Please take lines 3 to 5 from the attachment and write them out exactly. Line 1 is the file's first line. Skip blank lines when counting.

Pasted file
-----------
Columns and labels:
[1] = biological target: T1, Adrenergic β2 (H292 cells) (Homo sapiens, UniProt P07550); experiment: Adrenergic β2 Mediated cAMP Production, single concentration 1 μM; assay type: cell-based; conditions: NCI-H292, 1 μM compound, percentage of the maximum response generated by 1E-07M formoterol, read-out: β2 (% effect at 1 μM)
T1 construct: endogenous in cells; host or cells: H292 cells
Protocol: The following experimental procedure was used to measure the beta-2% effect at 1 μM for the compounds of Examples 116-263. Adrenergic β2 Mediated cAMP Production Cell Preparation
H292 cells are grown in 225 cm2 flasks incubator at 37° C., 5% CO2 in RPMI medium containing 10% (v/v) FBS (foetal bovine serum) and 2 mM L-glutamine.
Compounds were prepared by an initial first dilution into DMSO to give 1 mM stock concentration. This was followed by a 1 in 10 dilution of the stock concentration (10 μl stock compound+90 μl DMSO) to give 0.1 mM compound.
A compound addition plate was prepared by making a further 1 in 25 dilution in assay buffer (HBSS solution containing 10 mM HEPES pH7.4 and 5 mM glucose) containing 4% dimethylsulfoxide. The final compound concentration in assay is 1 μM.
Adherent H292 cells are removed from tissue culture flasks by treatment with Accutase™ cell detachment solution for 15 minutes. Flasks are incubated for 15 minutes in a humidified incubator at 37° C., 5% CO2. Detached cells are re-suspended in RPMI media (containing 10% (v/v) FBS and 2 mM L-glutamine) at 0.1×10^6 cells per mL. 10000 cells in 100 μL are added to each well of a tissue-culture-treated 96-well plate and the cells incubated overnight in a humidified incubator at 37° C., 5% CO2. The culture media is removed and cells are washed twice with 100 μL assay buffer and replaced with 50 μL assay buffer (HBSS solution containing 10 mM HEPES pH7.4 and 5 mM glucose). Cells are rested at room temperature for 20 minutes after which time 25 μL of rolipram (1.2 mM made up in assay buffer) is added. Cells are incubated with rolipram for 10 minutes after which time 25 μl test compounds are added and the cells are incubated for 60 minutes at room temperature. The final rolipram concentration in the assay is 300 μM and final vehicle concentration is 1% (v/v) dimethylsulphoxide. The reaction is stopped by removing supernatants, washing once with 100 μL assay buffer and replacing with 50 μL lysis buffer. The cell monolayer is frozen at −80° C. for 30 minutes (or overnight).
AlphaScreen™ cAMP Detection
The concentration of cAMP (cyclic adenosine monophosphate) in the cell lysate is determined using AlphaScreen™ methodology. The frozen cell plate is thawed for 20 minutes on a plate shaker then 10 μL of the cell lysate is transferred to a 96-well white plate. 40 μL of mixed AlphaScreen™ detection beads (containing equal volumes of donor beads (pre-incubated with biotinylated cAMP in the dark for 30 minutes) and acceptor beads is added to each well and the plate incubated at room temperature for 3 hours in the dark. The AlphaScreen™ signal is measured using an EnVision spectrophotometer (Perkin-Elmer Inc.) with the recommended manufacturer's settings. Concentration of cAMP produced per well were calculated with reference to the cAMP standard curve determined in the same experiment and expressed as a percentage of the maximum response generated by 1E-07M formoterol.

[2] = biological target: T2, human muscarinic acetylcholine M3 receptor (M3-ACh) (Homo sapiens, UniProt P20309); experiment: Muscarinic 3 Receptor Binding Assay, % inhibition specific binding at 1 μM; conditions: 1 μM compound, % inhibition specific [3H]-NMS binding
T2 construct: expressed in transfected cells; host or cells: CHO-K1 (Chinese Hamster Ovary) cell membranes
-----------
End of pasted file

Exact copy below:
T1 construct: endogenous in cells; host or cells: H292 cells
Protocol: The following experimental procedure was used to measure the beta-2% effect at 1 μM for the compounds of Examples 116-263. Adrenergic β2 Mediated cAMP Production Cell Preparation
H292 cells are grown in 225 cm2 flasks incubator at 37° C., 5% CO2 in RPMI medium containing 10% (v/v) FBS (foetal bovine serum) and 2 mM L-glutamine.